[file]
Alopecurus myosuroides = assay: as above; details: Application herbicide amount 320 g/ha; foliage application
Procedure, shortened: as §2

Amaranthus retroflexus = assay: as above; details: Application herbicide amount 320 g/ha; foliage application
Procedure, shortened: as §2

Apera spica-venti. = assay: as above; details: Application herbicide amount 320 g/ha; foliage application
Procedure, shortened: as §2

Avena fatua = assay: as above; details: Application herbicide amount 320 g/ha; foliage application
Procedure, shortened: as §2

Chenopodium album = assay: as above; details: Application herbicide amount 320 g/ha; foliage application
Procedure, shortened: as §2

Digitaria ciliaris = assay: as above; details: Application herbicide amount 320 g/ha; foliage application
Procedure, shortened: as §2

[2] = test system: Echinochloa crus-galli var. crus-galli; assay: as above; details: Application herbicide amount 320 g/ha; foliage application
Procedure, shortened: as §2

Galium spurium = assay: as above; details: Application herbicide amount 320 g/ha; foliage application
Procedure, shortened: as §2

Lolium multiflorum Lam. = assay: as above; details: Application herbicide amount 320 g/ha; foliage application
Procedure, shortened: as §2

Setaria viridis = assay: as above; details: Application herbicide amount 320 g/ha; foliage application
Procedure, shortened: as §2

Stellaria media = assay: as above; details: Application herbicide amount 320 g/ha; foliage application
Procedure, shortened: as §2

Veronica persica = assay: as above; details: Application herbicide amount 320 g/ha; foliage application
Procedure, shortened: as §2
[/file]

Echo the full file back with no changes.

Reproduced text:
Alopecurus myosuroides = assay: as above; details: Application herbicide amount 320 g/ha; foliage application
Procedure, shortened: as §2

Amaranthus retroflexus = assay: as above; details: Application herbicide amount 320 g/ha; foliage application
Procedure, shortened: as §2

Apera spica-venti. = assay: as above; details: Application herbicide amount 320 g/ha; foliage application
Procedure, shortened: as §2

Avena fatua = assay: as above; details: Application herbicide amount 320 g/ha; foliage application
Procedure, shortened: as §2

Chenopodium album = assay: as above; details: Application herbicide amount 320 g/ha; foliage application
Procedure, shortened: as §2

Digitaria ciliaris = assay: as above; details: Application herbicide amount 320 g/ha; foliage application
Procedure, shortened: as §2

[2] = test system: Echinochloa crus-galli var. crus-galli; assay: as above; details: Application herbicide amount 320 g/ha; foliage application
Procedure, shortened: as §2

Galium spurium = assay: as above; details: Application herbicide amount 320 g/ha; foliage application
Procedure, shortened: as §2

Lolium multiflorum Lam. = assay: as above; details: Application herbicide amount 320 g/ha; foliage application
Procedure, shortened: as §2

Setaria viridis = assay: as above; details: Application herbicide amount 320 g/ha; foliage application
Procedure, shortened: as §2

Stellaria media = assay: as above; details: Application herbicide amount 320 g/ha; foliage application
Procedure, shortened: as §2

Veronica persica = assay: as above; details: Application herbicide amount 320 g/ha; foliage application
Procedure, shortened: as §2